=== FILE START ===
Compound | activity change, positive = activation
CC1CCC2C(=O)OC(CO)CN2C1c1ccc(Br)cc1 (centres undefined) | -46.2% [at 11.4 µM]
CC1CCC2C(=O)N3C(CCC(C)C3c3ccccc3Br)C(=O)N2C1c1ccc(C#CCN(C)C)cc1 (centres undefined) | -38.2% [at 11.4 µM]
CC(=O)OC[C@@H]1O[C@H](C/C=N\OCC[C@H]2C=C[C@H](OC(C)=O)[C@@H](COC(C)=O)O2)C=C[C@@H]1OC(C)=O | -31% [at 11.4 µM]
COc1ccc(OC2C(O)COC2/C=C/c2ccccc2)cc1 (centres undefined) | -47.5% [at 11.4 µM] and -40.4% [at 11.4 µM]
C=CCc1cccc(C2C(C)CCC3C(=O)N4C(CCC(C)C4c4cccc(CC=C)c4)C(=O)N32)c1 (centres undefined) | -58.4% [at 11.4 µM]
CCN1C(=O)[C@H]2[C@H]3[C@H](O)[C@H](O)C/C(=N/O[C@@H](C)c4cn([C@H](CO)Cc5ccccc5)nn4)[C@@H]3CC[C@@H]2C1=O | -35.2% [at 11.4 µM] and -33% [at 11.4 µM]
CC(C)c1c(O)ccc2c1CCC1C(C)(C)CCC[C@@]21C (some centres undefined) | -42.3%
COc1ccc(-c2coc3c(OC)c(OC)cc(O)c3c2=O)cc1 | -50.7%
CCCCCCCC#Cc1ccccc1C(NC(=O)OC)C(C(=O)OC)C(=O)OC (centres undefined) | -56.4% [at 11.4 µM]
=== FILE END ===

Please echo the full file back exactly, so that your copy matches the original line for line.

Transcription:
Compound | activity change, positive = activation
CC1CCC2C(=O)OC(CO)CN2C1c1ccc(Br)cc1 (centres undefined) | -46.2% [at 11.4 µM]
CC1CCC2C(=O)N3C(CCC(C)C3c3ccccc3Br)C(=O)N2C1c1ccc(C#CCN(C)C)cc1 (centres undefined) | -38.2% [at 11.4 µM]
CC(=O)OC[C@@H]1O[C@H](C/C=N\OCC[C@H]2C=C[C@H](OC(C)=O)[C@@H](COC(C)=O)O2)C=C[C@@H]1OC(C)=O | -31% [at 11.4 µM]
COc1ccc(OC2C(O)COC2/C=C/c2ccccc2)cc1 (centres undefined) | -47.5% [at 11.4 µM] and -40.4% [at 11.4 µM]
C=CCc1cccc(C2C(C)CCC3C(=O)N4C(CCC(C)C4c4cccc(CC=C)c4)C(=O)N32)c1 (centres undefined) | -58.4% [at 11.4 µM]
CCN1C(=O)[C@H]2[C@H]3[C@H](O)[C@H](O)C/C(=N/O[C@@H](C)c4cn([C@H](CO)Cc5ccccc5)nn4)[C@@H]3CC[C@@H]2C1=O | -35.2% [at 11.4 µM] and -33% [at 11.4 µM]
CC(C)c1c(O)ccc2c1CCC1C(C)(C)CCC[C@@]21C (some centres undefined) | -42.3%
COc1ccc(-c2coc3c(OC)c(OC)cc(O)c3c2=O)cc1 | -50.7%
CCCCCCCC#Cc1ccccc1C(NC(=O)OC)C(C(=O)OC)C(=O)OC (centres undefined) | -56.4% [at 11.4 µM]